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A Moving Experience

By   /  March 24, 2014  /  1 Comment

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19GreetingsfromTucsonArizonaOn Pasture is headed to Tucson, or at least one of On Pasture’s editors is!  My husband, Peter Williams was selected as the Director of the Udall Foundation’s U.S. Institute for Environmental Conflict Resolution, and will be beginning his new job the end of April.

Moving wasn’t even on our radar 2 months ago, and Rachel and I were looking forward to some smooth sailing now that her health is getting back to normal.  Instead, we’re adding another of life’s biggest stressors to the mix – a change of residence.  For the past few weeks, in addition to coordinating the weekly publication of On Pasture with Rachel, I’ve been getting ready to put our home in Loveland on the market, and starting the search for our new place in Tucson.

vintage-moving_Everett-CollectionI know you can imagine how this  all feels.  I was not expecting to leave Colorado, or this house for the foreseeable future, so accumulating stuff didn’t seem like such a bad thing.  But now that we’re about to pick up and leave for a whole new climate, there are lots of things that just don’t need to make the trip.  So I’m sharing a lot of stuff with friends and our local Goodwill store.  Meanwhile, the house is getting stripped down to “show-home-ready” which means that things sometimes get put in drawers where neither my husband nor I can find them.  I’ve made a couple of phone calls to Leah who has been helping me, and she always remember where the stuff is.  Then there’s leaving all the friends we’ve made.  Of course we’ll keep in touch and we’ll visit, but it just won’t be the same.

Here's something Rachel and I will NOT be doing when she visits me in Tucson.  How DID they get up into this cactus without getting filled with spines?!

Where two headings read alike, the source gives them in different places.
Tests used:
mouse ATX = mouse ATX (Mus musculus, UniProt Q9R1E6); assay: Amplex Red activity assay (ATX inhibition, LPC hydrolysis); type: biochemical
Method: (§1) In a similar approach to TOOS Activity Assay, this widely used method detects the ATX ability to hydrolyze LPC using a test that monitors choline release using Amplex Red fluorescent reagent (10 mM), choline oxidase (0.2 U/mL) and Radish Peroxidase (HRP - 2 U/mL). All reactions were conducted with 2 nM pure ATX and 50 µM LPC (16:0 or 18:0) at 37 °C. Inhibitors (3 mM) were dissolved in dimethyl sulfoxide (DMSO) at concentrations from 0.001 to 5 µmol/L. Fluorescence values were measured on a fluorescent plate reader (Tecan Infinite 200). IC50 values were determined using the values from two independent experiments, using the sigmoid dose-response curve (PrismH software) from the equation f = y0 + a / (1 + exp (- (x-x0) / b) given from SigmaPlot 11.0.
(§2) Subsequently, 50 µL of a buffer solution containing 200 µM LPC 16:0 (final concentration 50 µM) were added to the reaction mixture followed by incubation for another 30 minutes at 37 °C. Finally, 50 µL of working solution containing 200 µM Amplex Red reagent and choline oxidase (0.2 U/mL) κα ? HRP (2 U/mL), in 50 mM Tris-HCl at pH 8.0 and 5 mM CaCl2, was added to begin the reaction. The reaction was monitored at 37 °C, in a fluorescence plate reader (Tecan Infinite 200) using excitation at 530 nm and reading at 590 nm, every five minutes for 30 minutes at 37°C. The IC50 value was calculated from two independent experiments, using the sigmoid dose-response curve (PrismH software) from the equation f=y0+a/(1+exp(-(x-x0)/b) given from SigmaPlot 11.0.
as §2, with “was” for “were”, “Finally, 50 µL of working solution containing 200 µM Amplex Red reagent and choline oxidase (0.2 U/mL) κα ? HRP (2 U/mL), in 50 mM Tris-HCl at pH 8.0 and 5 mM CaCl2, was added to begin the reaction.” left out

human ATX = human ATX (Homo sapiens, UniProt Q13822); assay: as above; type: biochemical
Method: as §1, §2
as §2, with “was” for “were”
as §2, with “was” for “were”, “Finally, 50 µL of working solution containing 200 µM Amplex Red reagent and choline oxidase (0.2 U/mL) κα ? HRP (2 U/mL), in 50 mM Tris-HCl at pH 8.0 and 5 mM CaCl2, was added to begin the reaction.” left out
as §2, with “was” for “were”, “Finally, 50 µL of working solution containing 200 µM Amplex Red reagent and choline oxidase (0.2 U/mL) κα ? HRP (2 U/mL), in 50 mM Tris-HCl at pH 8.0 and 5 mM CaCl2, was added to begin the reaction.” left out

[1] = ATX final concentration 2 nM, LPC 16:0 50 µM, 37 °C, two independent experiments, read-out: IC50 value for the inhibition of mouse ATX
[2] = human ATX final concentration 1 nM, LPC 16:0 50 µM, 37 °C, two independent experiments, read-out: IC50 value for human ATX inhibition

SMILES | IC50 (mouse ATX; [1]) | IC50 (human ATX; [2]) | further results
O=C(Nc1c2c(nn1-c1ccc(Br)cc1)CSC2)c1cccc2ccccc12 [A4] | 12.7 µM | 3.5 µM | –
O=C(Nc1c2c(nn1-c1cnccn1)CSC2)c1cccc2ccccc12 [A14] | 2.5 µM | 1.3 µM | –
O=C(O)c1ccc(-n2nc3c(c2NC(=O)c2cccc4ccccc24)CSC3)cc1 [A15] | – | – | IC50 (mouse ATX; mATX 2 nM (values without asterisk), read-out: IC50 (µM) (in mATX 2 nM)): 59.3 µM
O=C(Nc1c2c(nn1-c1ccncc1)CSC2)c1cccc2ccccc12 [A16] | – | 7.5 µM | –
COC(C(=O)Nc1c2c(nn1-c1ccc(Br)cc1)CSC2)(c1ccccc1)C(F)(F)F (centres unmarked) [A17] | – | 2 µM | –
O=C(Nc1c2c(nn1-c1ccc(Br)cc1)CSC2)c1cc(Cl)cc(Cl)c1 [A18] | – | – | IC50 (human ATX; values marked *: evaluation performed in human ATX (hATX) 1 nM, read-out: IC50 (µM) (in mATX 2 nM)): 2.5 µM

Here’s something Rachel and I will NOT be doing when she visits me in Tucson. How DID they get up into this cactus without getting filled with spines?!

All this personal stress has made us think more about livestock stress and how they feel when we move them to new places, separate them from friends and family, and how the stress shows up in their health.  In addition, many of you have asked for more information on low-stress livestock handling.  So this week, we’re bringing you the first of what will be many pieces on stockmanship.

Meanwhile, if you write or call me and I seem distracted or I forget to get back to you, you’ll know why.  I don’t mean to be forgetful, so just poke me again (in a low-stress kind of way). 🙂

Thanks for reading!

Kathy and Rachel

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  • Published: 4 years ago on March 24, 2014
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  • Last Modified: March 24, 2014 @ 9:35 pm
  • Filed Under: The Scoop

About the author

editor and contributor

Kathy worked with the Bureau of Land Management for 12 years before founding Livestock for Landscapes in 2004. Her twelve years at the agency allowed her to pursue her goal of helping communities find ways to live profitably AND sustainably in their environment. She has been researching and working with livestock as a land management tool for over a decade. When she’s not helping farmers, ranchers and land managers on-site, she writes articles, and books, and edits videos to help others turn their livestock into landscape managers.

1 Comment

  1. Chip Hines says:

    Congratulations to your husband for what sounds like super job! Take care and have fun.

    Chip

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